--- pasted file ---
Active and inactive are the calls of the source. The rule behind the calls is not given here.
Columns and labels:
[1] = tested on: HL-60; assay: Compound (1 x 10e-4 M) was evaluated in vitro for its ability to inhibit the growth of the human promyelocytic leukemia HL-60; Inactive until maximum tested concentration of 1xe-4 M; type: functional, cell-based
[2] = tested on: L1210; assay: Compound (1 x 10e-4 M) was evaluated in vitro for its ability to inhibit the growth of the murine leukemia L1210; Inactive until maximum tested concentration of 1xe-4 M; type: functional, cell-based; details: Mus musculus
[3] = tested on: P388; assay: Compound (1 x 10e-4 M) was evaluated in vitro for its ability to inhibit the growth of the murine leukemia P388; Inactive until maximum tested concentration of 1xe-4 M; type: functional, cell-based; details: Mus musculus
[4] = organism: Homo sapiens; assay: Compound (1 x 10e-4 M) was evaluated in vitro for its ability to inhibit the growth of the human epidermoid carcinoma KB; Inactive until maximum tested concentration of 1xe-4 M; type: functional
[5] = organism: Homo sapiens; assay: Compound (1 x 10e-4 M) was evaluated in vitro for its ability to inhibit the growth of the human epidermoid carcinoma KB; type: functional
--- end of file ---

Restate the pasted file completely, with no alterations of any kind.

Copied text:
Active and inactive are the calls of the source. The rule behind the calls is not given here.
Columns and labels:
[1] = tested on: HL-60; assay: Compound (1 x 10e-4 M) was evaluated in vitro for its ability to inhibit the growth of the human promyelocytic leukemia HL-60; Inactive until maximum tested concentration of 1xe-4 M; type: functional, cell-based
[2] = tested on: L1210; assay: Compound (1 x 10e-4 M) was evaluated in vitro for its ability to inhibit the growth of the murine leukemia L1210; Inactive until maximum tested concentration of 1xe-4 M; type: functional, cell-based; details: Mus musculus
[3] = tested on: P388; assay: Compound (1 x 10e-4 M) was evaluated in vitro for its ability to inhibit the growth of the murine leukemia P388; Inactive until maximum tested concentration of 1xe-4 M; type: functional, cell-based; details: Mus musculus
[4] = organism: Homo sapiens; assay: Compound (1 x 10e-4 M) was evaluated in vitro for its ability to inhibit the growth of the human epidermoid carcinoma KB; Inactive until maximum tested concentration of 1xe-4 M; type: functional
[5] = organism: Homo sapiens; assay: Compound (1 x 10e-4 M) was evaluated in vitro for its ability to inhibit the growth of the human epidermoid carcinoma KB; type: functional